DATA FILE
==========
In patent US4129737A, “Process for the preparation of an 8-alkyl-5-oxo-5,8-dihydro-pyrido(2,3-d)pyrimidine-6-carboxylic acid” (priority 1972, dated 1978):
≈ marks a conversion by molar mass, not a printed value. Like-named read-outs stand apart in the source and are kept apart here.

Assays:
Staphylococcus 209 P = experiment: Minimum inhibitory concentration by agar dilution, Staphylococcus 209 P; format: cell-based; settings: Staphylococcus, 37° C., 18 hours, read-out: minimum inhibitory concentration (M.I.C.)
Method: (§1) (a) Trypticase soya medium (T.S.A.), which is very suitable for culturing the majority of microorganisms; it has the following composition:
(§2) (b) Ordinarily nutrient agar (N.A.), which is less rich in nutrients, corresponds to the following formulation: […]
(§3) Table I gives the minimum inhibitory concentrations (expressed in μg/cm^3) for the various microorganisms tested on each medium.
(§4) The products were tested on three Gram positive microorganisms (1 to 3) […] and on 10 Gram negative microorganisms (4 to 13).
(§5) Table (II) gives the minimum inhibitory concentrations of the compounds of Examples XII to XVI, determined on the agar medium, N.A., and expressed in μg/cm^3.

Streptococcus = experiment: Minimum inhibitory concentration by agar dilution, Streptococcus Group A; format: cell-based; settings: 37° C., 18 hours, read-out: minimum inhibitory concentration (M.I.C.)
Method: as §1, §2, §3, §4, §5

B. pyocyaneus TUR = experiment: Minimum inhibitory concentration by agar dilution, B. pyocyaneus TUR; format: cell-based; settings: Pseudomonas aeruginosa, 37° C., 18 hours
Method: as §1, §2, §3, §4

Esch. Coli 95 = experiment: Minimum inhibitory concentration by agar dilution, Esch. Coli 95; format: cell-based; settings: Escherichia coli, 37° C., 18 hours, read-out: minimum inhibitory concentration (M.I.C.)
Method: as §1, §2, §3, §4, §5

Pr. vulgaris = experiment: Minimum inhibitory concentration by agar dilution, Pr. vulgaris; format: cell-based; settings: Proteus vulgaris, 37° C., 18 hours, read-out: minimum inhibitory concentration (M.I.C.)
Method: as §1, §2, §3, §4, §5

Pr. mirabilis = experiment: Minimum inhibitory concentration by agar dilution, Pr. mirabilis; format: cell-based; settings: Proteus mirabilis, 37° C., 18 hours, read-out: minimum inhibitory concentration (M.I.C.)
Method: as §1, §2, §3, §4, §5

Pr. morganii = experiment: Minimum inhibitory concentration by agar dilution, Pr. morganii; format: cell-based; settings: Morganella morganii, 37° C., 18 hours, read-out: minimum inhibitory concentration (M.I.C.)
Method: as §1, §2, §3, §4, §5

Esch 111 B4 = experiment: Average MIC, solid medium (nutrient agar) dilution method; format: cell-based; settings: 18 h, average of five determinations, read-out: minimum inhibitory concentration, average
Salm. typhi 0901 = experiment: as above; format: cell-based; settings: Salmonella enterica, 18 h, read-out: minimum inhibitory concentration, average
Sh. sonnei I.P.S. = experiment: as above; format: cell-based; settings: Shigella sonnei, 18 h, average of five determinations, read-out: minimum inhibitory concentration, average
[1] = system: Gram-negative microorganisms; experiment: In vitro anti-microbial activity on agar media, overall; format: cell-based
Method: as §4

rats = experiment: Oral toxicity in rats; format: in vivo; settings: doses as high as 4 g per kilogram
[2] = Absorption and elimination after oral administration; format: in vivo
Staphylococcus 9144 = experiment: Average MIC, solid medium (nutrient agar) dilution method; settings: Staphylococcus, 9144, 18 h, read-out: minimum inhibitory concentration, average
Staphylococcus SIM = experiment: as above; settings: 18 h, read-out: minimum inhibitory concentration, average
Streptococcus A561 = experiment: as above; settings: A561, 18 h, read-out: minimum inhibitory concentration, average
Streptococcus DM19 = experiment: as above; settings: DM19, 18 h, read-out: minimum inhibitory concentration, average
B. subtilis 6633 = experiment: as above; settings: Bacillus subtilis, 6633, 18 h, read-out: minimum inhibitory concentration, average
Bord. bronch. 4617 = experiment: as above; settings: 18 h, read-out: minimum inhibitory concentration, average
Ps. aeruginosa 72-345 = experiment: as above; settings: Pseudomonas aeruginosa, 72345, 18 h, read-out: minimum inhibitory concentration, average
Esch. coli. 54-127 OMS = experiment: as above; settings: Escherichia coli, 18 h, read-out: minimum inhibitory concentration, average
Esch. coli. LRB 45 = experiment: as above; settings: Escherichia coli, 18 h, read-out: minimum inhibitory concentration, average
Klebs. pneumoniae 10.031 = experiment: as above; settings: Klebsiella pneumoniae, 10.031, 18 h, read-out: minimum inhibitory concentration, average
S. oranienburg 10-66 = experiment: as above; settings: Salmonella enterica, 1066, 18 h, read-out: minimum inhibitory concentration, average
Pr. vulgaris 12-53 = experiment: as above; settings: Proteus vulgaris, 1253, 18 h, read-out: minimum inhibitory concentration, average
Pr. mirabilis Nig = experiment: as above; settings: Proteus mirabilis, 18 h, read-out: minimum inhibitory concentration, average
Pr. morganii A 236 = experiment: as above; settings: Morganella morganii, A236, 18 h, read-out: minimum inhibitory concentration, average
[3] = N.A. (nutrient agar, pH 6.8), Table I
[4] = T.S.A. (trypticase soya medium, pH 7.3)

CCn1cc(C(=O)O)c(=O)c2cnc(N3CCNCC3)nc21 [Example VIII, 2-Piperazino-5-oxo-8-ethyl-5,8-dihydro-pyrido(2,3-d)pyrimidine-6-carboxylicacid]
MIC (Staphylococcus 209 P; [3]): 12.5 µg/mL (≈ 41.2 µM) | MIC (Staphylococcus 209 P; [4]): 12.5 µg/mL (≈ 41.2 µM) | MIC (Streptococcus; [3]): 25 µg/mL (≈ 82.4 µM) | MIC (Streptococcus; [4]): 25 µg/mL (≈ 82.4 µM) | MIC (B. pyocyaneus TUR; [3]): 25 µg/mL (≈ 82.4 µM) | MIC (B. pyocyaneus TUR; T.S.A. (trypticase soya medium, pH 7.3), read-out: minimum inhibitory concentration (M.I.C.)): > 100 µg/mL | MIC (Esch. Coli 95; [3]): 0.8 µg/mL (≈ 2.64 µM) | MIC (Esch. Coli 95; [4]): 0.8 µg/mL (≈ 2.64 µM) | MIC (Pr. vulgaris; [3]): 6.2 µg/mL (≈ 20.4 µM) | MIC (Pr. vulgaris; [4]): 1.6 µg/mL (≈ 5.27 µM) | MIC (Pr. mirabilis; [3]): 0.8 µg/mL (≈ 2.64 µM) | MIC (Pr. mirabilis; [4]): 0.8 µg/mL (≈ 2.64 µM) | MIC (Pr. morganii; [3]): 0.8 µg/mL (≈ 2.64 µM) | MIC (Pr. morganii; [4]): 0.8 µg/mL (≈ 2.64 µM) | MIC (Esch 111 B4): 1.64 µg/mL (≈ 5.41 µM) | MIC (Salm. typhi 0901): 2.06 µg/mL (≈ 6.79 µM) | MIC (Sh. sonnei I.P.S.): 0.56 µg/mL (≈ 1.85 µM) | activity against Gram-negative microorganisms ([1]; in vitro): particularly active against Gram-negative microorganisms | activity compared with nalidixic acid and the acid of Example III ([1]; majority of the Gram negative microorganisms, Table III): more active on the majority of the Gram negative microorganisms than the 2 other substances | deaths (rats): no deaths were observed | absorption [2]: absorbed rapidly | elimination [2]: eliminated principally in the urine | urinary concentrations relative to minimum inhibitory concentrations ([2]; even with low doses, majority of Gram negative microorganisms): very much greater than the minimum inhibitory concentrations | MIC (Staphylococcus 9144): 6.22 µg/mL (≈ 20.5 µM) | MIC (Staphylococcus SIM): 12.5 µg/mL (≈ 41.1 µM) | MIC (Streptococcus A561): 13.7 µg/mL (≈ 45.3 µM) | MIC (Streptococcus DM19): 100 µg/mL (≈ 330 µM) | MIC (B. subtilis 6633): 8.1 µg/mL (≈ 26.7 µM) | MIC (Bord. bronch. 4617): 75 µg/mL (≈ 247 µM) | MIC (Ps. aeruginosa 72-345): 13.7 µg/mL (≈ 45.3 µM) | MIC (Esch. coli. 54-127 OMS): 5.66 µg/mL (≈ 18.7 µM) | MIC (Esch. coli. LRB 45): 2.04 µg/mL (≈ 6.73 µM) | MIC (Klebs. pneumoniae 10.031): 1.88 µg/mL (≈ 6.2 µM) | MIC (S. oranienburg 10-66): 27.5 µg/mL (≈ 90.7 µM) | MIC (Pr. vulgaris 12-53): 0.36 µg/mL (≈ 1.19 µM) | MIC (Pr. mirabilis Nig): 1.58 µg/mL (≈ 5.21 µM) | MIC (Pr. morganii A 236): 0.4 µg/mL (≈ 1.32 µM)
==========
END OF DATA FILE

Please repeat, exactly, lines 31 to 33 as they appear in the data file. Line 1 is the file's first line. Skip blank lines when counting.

Streptococcus A561 = experiment: as above; settings: A561, 18 h, read-out: minimum inhibitory concentration, average
Streptococcus DM19 = experiment: as above; settings: DM19, 18 h, read-out: minimum inhibitory concentration, average
B. subtilis 6633 = experiment: as above; settings: Bacillus subtilis, 6633, 18 h, read-out: minimum inhibitory concentration, average